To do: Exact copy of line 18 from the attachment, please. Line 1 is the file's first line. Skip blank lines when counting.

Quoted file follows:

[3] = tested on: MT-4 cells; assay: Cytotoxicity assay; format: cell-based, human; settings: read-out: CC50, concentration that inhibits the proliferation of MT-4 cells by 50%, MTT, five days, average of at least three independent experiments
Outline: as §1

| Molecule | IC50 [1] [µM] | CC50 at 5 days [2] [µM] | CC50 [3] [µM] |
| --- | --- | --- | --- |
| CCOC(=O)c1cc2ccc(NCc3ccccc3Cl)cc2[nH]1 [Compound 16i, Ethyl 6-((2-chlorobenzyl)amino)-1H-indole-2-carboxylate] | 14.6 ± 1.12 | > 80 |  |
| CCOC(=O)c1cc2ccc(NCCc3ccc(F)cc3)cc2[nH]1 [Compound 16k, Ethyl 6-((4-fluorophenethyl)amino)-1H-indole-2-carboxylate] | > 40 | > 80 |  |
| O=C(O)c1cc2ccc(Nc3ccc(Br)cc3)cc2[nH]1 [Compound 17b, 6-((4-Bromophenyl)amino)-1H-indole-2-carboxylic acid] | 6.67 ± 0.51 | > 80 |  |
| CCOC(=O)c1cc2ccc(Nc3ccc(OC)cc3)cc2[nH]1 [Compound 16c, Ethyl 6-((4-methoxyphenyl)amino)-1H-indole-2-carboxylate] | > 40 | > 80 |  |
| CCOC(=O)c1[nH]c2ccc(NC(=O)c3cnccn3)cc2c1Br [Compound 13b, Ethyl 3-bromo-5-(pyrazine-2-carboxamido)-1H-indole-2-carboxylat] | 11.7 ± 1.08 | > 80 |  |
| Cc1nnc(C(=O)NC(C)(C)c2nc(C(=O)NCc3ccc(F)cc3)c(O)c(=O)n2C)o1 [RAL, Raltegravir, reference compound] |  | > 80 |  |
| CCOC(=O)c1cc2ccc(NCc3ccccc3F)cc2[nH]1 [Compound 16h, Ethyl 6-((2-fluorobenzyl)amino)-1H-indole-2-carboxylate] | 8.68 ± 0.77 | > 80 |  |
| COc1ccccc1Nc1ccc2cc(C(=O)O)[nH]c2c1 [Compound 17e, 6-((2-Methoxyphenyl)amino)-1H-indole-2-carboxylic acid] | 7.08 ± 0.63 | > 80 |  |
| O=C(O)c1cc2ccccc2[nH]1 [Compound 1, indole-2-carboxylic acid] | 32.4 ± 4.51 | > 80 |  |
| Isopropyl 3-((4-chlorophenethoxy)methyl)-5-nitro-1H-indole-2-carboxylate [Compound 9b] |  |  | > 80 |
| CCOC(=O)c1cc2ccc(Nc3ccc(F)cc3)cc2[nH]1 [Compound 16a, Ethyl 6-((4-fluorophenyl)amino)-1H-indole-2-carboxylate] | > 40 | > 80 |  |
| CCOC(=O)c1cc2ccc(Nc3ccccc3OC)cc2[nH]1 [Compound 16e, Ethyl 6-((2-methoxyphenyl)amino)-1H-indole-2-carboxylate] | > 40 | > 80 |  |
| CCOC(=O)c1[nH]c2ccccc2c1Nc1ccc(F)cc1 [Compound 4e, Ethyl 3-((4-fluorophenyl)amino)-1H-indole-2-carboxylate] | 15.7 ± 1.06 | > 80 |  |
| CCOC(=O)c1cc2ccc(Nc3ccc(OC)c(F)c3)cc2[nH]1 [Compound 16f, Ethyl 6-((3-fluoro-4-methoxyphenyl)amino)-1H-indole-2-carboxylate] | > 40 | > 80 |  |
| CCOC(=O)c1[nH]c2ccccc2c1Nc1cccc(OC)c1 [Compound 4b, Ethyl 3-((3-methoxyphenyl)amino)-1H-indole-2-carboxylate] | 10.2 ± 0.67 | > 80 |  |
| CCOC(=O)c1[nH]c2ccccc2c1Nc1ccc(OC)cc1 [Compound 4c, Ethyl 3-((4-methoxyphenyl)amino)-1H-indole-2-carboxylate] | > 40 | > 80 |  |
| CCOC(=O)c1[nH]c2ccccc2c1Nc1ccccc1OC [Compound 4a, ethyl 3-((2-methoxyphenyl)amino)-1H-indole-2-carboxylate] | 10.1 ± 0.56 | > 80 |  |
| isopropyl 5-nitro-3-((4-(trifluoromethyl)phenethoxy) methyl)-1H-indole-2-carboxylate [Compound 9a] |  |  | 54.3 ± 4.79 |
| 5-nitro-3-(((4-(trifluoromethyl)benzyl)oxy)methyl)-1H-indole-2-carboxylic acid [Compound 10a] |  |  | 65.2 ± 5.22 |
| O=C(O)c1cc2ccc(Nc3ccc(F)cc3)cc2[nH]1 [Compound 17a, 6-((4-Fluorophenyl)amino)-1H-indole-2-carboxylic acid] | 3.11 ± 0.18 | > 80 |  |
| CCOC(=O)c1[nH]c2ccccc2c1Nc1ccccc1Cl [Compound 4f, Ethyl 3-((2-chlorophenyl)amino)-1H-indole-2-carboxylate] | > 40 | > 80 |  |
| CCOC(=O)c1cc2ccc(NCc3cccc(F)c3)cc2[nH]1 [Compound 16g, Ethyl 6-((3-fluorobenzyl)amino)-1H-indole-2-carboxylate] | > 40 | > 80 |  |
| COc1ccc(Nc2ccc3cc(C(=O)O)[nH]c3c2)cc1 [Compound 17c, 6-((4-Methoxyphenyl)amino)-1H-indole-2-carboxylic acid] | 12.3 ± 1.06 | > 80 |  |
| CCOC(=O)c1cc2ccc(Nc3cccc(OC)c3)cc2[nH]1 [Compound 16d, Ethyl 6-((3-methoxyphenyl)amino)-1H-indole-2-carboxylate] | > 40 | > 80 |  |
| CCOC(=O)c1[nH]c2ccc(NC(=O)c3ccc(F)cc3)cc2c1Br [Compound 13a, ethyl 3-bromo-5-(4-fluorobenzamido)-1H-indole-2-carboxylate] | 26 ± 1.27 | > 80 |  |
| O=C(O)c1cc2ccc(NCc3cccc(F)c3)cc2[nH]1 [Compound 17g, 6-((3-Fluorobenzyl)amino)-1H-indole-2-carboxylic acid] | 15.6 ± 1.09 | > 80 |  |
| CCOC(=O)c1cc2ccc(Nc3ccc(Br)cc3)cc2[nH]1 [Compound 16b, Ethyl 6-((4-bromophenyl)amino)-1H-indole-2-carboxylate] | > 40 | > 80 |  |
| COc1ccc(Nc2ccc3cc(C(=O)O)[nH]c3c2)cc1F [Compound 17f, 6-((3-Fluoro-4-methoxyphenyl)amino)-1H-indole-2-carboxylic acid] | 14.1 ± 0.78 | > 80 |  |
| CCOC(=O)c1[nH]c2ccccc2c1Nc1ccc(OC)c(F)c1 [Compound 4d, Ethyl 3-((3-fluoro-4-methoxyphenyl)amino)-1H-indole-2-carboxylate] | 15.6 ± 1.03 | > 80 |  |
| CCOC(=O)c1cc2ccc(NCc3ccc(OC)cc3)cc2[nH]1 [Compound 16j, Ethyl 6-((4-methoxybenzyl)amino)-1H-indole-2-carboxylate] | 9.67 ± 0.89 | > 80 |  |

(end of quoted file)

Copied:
| CCOC(=O)c1cc2ccc(Nc3ccc(OC)c(F)c3)cc2[nH]1 [Compound 16f, Ethyl 6-((3-fluoro-4-methoxyphenyl)amino)-1H-indole-2-carboxylate] | > 40 | > 80 |  |